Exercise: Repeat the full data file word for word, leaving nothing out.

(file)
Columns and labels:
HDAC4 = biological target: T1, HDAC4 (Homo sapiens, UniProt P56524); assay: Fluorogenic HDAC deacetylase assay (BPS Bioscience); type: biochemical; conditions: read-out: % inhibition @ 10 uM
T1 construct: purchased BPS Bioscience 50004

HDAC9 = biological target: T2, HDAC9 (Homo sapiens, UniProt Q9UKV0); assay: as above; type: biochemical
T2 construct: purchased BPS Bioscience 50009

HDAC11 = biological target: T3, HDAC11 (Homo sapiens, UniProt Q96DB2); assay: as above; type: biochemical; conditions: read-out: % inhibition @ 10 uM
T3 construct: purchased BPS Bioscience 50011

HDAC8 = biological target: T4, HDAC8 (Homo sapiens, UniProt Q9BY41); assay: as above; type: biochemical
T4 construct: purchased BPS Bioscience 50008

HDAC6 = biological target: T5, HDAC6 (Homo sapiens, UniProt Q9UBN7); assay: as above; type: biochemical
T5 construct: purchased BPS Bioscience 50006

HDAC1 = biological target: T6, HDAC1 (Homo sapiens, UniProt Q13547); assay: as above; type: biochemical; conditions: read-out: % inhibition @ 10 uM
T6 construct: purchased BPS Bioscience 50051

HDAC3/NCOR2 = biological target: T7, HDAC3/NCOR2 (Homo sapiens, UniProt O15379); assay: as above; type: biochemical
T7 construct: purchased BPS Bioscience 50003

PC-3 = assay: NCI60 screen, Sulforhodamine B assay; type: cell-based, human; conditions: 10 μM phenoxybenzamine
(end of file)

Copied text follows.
Columns and labels:
HDAC4 = biological target: T1, HDAC4 (Homo sapiens, UniProt P56524); assay: Fluorogenic HDAC deacetylase assay (BPS Bioscience); type: biochemical; conditions: read-out: % inhibition @ 10 uM
T1 construct: purchased BPS Bioscience 50004

HDAC9 = biological target: T2, HDAC9 (Homo sapiens, UniProt Q9UKV0); assay: as above; type: biochemical
T2 construct: purchased BPS Bioscience 50009

HDAC11 = biological target: T3, HDAC11 (Homo sapiens, UniProt Q96DB2); assay: as above; type: biochemical; conditions: read-out: % inhibition @ 10 uM
T3 construct: purchased BPS Bioscience 50011

HDAC8 = biological target: T4, HDAC8 (Homo sapiens, UniProt Q9BY41); assay: as above; type: biochemical
T4 construct: purchased BPS Bioscience 50008

HDAC6 = biological target: T5, HDAC6 (Homo sapiens, UniProt Q9UBN7); assay: as above; type: biochemical
T5 construct: purchased BPS Bioscience 50006

HDAC1 = biological target: T6, HDAC1 (Homo sapiens, UniProt Q13547); assay: as above; type: biochemical; conditions: read-out: % inhibition @ 10 uM
T6 construct: purchased BPS Bioscience 50051

HDAC3/NCOR2 = biological target: T7, HDAC3/NCOR2 (Homo sapiens, UniProt O15379); assay: as above; type: biochemical
T7 construct: purchased BPS Bioscience 50003

PC-3 = assay: NCI60 screen, Sulforhodamine B assay; type: cell-based, human; conditions: 10 μM phenoxybenzamine